The Army and Navy Are Teaming Up to Build America’s Hypersonic Arsenal

The Army and Navy Are Teaming Up to Build America’s Hypersonic Arsenal

Interestingly, the Army’s hypersonic program involves a collaborative effort with the Navy to develop a Common Hypersonic Glide Body.


As hypersonic weapons now fire into the sky at unprecedented speeds, the promise of hypersonic capabilities has inspired optimism among senior Army weapons developers.

Army weapons developers, the Army Research Laboratory, and numerous industry partners are working on near and long-term innovations related to hypersonic weapons. The near-term effort relates to the Long-Range Hypersonic Weapon (LRHW), a cutting-edge weapon slated to arrive and become operational as soon as next year.


“Right now, we are cautiously optimistic. There are a lot of new technologies. So sometimes you do run into bumps in the road, but I think the team can handle the bumps. And we have strong support from both inside the Army and across the department for this kind of capability. Because I think there's a clear recognition that it's needed. I'm hoping the Army gets there as planned next year,” Douglas Bush, assistant secretary of the Army for acquisition, logistics, and technology, told the National Interest in an interview.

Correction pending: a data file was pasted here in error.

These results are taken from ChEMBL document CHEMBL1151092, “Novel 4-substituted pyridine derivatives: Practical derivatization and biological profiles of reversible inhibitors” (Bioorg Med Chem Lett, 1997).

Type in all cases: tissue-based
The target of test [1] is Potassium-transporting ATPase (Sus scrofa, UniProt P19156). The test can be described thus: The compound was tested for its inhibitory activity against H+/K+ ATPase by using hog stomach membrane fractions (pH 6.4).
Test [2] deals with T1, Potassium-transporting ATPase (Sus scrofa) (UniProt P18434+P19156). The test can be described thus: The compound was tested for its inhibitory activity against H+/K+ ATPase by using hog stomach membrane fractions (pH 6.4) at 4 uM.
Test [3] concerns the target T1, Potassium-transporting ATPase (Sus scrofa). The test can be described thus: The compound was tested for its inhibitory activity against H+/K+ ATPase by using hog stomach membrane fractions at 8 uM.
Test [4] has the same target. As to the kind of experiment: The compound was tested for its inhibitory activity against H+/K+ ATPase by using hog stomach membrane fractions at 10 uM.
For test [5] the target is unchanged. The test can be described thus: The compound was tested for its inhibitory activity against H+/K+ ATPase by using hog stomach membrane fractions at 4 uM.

Interestingly, the Army’s LRHW program involves a collaborative effort with the Navy to develop and utilize a Common Hypersonic Glide Body (CHGB), which will be adapted for specific, yet different weapons systems for the Army and the Navy.

“Our all-up round [CHGB] is a thirty-four-inch booster which will be common between the Army and the Navy. We will shoot exactly the same thing the Navy shoots out of a sub or ship,” Robert Strider, deputy director of the Army Hypersonic Project Office, told an audience last year at the Space and Missile Defense Symposium.

The glide body is a warhead that gets thrust into the atmosphere at hypersonic speeds—five or more times the speed of sound. Once airborne, the weapon can skip along the upper boundaries of the earth’s atmosphere before relying upon the sheer speed of its descent onto a target. Destruction of a target can be accomplished through the sheer force and speed of impact.

“It's really a joint program, we're really working very closely with our Navy partners on that, so that's another example. It's not called a joint program, but it really is with the Navy … I think it's a really good success story so far,” Bush said.

Kris Osborn is the Defense Editor for the National Interest. Osborn previously served at the Pentagon as a Highly Qualified Expert with the Office of the Assistant Secretary of the Army—Acquisition, Logistics & Technology. Osborn has also worked as an anchor and on-air military specialist at national TV networks. He has appeared as a guest military expert on Fox News, MSNBC, The Military Channel, and The History Channel. He also has a Master's Degree in Comparative Literature from Columbia University.

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